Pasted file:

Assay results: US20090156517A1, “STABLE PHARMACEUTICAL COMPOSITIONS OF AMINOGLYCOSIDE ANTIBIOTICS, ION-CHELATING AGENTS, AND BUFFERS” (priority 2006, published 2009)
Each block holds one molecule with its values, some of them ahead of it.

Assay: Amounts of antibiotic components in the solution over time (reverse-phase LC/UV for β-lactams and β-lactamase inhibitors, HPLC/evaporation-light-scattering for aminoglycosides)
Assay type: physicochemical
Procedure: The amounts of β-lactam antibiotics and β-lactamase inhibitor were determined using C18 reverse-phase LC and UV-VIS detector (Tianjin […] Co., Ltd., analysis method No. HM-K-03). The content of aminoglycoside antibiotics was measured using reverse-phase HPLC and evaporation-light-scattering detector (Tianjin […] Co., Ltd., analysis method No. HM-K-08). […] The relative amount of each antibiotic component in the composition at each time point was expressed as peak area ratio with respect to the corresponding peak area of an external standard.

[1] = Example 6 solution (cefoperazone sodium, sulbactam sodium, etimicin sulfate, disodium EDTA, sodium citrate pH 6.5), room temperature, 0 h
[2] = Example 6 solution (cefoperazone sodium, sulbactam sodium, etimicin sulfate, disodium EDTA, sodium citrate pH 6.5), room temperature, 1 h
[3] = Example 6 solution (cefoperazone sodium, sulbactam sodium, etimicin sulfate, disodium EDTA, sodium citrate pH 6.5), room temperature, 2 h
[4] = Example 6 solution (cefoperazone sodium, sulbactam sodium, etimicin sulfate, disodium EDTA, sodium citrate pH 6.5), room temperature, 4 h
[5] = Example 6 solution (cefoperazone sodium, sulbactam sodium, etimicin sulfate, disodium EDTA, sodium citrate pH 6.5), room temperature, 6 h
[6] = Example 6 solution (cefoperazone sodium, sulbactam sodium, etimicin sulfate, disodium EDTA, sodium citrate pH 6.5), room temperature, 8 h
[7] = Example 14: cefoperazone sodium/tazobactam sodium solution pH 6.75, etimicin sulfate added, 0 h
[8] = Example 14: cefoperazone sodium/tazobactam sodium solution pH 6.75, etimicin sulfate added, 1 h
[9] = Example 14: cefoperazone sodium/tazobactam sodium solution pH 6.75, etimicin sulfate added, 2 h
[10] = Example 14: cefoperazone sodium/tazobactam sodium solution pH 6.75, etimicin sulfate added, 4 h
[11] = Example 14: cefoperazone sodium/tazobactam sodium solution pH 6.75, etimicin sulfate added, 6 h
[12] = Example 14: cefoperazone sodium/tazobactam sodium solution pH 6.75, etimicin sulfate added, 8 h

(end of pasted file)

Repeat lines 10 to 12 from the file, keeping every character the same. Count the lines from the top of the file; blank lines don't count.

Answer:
[5] = Example 6 solution (cefoperazone sodium, sulbactam sodium, etimicin sulfate, disodium EDTA, sodium citrate pH 6.5), room temperature, 6 h
[6] = Example 6 solution (cefoperazone sodium, sulbactam sodium, etimicin sulfate, disodium EDTA, sodium citrate pH 6.5), room temperature, 8 h
[7] = Example 14: cefoperazone sodium/tazobactam sodium solution pH 6.75, etimicin sulfate added, 0 h